After 2007, apart from the Observatory initiatives, a consortium of Greek universities (Giannakoulopoulos et al., 2020) used the standard approach to evaluate the presence of English in websites under European Union countries code top level domains (ccTLD). Their crawled sampling includes a little more than 100 000 websites and their method paid due attention to multilingualism of websites by systematically checking the language of all internal links from the home page. From their output data it is possible to compute a figure of 28% of English versions of websites for all Union European ccTLD websites (including United Kingdom, Ireland and Malta) or 13% for Non-English-speaking European countries (Pimienta, 2023).
W3Techs applied, until May 2022, its language recognition algorithm, on a daily basis, upon a list of the 20 million most visited websites, provided by Alexa.com, a commercial service of Web traffic analysis. After May 2022, when the Alexa service was stopped, it was applied upon the million most visited websites list provided by Tranco,21 a research oriented non-for-profit service self-presented as “hardened against manipulation”.
The method is an indirect approximation of Web contents per language, supported by consistent experimental observations, made since the beginning of the Observatory, which indicate that the ratio between world percentage of contents and world percentage of connected speakers (ratio defined as content productivity) has rarely been measured lower than 0.5 or higher than 1.5 for languages with full digital existence.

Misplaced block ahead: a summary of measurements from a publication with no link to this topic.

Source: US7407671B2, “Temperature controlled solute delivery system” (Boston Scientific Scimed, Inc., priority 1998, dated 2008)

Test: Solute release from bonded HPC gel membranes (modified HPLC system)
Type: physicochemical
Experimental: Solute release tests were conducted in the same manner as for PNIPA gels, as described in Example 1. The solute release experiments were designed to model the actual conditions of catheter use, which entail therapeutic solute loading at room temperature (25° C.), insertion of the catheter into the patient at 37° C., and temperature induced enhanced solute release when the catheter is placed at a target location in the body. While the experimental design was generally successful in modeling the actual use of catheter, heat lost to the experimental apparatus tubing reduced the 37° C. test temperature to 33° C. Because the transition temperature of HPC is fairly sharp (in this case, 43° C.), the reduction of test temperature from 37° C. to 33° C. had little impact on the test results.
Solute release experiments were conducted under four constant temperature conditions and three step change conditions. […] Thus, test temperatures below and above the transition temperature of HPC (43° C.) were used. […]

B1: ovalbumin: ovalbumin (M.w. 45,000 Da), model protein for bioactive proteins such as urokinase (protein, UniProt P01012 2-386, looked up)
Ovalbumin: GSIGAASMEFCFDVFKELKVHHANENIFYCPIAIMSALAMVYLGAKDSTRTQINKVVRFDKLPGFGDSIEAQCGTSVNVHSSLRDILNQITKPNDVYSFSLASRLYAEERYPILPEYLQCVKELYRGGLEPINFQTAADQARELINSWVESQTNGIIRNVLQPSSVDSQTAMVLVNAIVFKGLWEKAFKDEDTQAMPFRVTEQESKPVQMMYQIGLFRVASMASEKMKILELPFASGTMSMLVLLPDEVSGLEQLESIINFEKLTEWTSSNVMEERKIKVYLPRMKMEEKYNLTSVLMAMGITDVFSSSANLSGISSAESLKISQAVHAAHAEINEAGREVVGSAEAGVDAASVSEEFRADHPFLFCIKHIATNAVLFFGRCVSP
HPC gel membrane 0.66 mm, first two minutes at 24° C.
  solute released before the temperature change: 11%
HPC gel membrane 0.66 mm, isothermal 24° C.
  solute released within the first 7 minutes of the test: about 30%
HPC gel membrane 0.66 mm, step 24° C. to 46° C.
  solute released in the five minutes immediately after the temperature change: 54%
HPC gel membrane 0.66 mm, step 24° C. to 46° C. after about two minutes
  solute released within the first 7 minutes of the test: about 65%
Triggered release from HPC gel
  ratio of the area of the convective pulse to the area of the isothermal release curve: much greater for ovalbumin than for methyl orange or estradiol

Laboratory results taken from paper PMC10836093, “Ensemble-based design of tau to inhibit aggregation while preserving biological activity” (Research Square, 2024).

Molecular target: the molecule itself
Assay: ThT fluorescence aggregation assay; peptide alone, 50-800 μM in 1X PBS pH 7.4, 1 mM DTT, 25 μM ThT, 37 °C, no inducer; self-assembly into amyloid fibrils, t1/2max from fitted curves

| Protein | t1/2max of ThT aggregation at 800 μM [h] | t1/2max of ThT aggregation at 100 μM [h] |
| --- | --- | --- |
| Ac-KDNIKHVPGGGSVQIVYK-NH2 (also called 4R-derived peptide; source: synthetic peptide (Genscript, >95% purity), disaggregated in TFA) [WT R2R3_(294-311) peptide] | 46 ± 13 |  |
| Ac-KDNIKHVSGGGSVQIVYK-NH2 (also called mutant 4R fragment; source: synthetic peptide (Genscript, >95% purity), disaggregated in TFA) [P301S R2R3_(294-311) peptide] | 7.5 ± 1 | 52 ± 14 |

This observation suggests the existence of a natural economic law, which links, for each language, the offer (Web contents and applications in the given language) to the demand (speakers of that language connected to the Internet). When the number of connected persons increases, the number of webpages naturally increases accordingly, in more or less the same proportion. This trend occurs because governments, businesses, educational institutions, and certain individuals generate contents and applications to respond to that demand.